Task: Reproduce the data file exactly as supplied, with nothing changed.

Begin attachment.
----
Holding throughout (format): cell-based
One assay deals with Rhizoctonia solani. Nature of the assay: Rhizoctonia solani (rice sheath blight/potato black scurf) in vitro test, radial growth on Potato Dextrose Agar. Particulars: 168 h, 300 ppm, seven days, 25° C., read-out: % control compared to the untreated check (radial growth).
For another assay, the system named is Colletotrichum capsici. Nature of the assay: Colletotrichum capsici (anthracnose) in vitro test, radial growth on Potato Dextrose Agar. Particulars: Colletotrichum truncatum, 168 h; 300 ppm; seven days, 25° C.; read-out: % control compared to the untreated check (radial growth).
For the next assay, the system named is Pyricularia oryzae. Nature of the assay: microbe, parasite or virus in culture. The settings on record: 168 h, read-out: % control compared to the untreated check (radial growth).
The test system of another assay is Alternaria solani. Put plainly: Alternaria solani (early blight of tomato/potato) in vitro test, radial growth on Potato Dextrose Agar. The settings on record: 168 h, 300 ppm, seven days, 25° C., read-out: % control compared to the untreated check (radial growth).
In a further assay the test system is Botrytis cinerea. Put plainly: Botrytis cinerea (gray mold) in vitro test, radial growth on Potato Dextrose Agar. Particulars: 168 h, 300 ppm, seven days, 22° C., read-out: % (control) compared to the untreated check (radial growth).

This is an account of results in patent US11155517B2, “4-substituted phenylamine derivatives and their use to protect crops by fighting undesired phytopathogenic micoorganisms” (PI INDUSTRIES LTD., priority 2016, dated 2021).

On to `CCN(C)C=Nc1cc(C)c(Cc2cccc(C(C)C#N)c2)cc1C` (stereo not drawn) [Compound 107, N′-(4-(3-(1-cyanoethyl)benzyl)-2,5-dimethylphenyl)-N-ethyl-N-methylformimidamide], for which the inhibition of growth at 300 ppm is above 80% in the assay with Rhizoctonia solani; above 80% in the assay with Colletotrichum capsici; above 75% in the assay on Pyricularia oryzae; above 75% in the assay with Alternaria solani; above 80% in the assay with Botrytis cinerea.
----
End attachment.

Holding throughout (format): cell-based
One assay deals with Rhizoctonia solani. Nature of the assay: Rhizoctonia solani (rice sheath blight/potato black scurf) in vitro test, radial growth on Potato Dextrose Agar. Particulars: 168 h, 300 ppm, seven days, 25° C., read-out: % control compared to the untreated check (radial growth).
For another assay, the system named is Colletotrichum capsici. Nature of the assay: Colletotrichum capsici (anthracnose) in vitro test, radial growth on Potato Dextrose Agar. Particulars: Colletotrichum truncatum, 168 h; 300 ppm; seven days, 25° C.; read-out: % control compared to the untreated check (radial growth).
For the next assay, the system named is Pyricularia oryzae. Nature of the assay: microbe, parasite or virus in culture. The settings on record: 168 h, read-out: % control compared to the untreated check (radial growth).
The test system of another assay is Alternaria solani. Put plainly: Alternaria solani (early blight of tomato/potato) in vitro test, radial growth on Potato Dextrose Agar. The settings on record: 168 h, 300 ppm, seven days, 25° C., read-out: % control compared to the untreated check (radial growth).
In a further assay the test system is Botrytis cinerea. Put plainly: Botrytis cinerea (gray mold) in vitro test, radial growth on Potato Dextrose Agar. Particulars: 168 h, 300 ppm, seven days, 22° C., read-out: % (control) compared to the untreated check (radial growth).

This is an account of results in patent US11155517B2, “4-substituted phenylamine derivatives and their use to protect crops by fighting undesired phytopathogenic micoorganisms” (PI INDUSTRIES LTD., priority 2016, dated 2021).

On to `CCN(C)C=Nc1cc(C)c(Cc2cccc(C(C)C#N)c2)cc1C` (stereo not drawn) [Compound 107, N′-(4-(3-(1-cyanoethyl)benzyl)-2,5-dimethylphenyl)-N-ethyl-N-methylformimidamide], for which the inhibition of growth at 300 ppm is above 80% in the assay with Rhizoctonia solani; above 80% in the assay with Colletotrichum capsici; above 75% in the assay on Pyricularia oryzae; above 75% in the assay with Alternaria solani; above 80% in the assay with Botrytis cinerea.